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Stephen Hauschka
Stephen Hauschka
Professor of Biochemistry
Adjunct Professor of Zoology
BA, Amherst College
PhD, Johns Hopkins University
Off.: J541
 
Ph.: 206.543.1797
 
Fax: 206.685.1792

Research

Research in our group addresses basic questions of skeletal and cardiac muscle biology: (1.) How do mesodermal cells become determined to enter the skeletal and cardiac muscle cell lineages? (2.) How are skeletal and cardiac muscle genes activated during development? (3.) How are quantitative modulations in gene expression controlled with respect to fast and slow skeletal muscle fiber types and cardiac muscles; and how are these controls modulated by the unique physiology of different anatomical muscles? (4.) How can the understanding of muscle gene regulation be developed into effective strategies for muscle gene therapy? (5.) What mechanisms regulate the mitogenic responsiveness of satellite cells during skeletal muscle regeneration? (6.) Can skeletal muscle cells and stem cells be modified so as to provide functionally beneficial replacements for injured skeletal and cardiac muscle?

chick cardiomyocytes express vonWillibrand's factor and myosin Early chick embryo cardiomyocytes can express endothelial cell proteins such as vonWillibrand’s Factor (Red), as well as muscle proteins such as myosin (Green).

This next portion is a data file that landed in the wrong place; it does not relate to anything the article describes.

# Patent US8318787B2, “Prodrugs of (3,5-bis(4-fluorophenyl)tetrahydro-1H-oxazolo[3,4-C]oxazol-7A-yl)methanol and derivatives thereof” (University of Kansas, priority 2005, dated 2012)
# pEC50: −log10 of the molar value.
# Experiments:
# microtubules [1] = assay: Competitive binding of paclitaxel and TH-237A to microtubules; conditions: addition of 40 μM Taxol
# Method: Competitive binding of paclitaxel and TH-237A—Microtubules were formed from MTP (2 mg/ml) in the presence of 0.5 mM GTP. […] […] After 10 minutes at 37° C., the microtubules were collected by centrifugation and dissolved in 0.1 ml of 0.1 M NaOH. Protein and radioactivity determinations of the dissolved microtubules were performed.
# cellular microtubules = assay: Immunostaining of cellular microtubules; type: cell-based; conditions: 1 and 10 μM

These problems are studied in cell cultures, chick and mouse embryos, and transgenic mice. The systems are experimentally manipulated via cytokines, intracellular signal transduction pathways, transcription factors, and a diverse array of target gene regulatory regions. Studies of skeletal and cardiac muscle development focus on identifying cytokines and molecular mechanisms that induce myogenesis in chick embryo somites, and on inductive interactions that convert stem cells to cardiomyocytes.

chick somites after cytokine exposure Chick embryo somite following exposure to cytokines that induce skeletal muscle differentiation in some cells (Green), while others continue along alternative developmental pathways (Red).

Studies of muscle gene regulation focus on identifying regulatory regions and control elements within muscle genes such as M-creatine kinase, and on transcription factors that interact with the identified elements. These studies involve quantitative proteomics to identify previously unknown DNA binding factors and ChIP analysis to identify factors bound to chromatin of cells in different developmental states. Related studies focus on the role of nuclear membrane components such as lamin and emerin in regulating muscle gene expression, and how mutations in these genes lead to muscle and cardiac diseases. Gene therapy studies concentrate on the design of regulatory gene cassettes that can be used for high-level expression of therapeutic proteins in human muscle diseases such as Duchenne Muscular Dystrophy, and cardiomyopathies, and on strategies for the external regulation of therapeutic gene expression. Muscle regeneration studies focus on using stem cells for constructing artificial muscles, and on determining the mechanisms that control when replicating muscle cells differentiate. Studies of heart muscle repair concentrate on deriving myogenic cell lines carrying gene modifications that potentiate the functional repair of experimental cardiac infarcts.

Transcription factors involved in <i>M-creatine kinase</i> gene Enhancer-Promoter-MR1 function

Publications:

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